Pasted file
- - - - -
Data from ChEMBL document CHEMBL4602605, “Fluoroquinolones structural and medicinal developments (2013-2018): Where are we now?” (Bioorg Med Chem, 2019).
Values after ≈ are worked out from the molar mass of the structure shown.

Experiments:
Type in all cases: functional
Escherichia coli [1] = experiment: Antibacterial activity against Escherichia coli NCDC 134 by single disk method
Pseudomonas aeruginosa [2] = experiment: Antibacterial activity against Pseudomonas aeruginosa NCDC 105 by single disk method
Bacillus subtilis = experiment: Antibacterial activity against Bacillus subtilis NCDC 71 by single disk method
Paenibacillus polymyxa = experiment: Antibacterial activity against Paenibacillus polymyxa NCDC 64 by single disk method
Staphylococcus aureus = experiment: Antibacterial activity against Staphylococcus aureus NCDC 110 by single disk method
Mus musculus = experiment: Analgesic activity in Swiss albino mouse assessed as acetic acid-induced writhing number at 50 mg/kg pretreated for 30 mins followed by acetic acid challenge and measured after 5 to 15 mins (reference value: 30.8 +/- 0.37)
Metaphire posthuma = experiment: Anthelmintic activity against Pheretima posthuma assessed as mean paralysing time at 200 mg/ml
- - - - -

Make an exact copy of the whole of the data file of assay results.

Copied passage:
Data from ChEMBL document CHEMBL4602605, “Fluoroquinolones structural and medicinal developments (2013-2018): Where are we now?” (Bioorg Med Chem, 2019).
Values after ≈ are worked out from the molar mass of the structure shown.

Experiments:
Type in all cases: functional
Escherichia coli [1] = experiment: Antibacterial activity against Escherichia coli NCDC 134 by single disk method
Pseudomonas aeruginosa [2] = experiment: Antibacterial activity against Pseudomonas aeruginosa NCDC 105 by single disk method
Bacillus subtilis = experiment: Antibacterial activity against Bacillus subtilis NCDC 71 by single disk method
Paenibacillus polymyxa = experiment: Antibacterial activity against Paenibacillus polymyxa NCDC 64 by single disk method
Staphylococcus aureus = experiment: Antibacterial activity against Staphylococcus aureus NCDC 110 by single disk method
Mus musculus = experiment: Analgesic activity in Swiss albino mouse assessed as acetic acid-induced writhing number at 50 mg/kg pretreated for 30 mins followed by acetic acid challenge and measured after 5 to 15 mins (reference value: 30.8 +/- 0.37)
Metaphire posthuma = experiment: Anthelmintic activity against Pheretima posthuma assessed as mean paralysing time at 200 mg/ml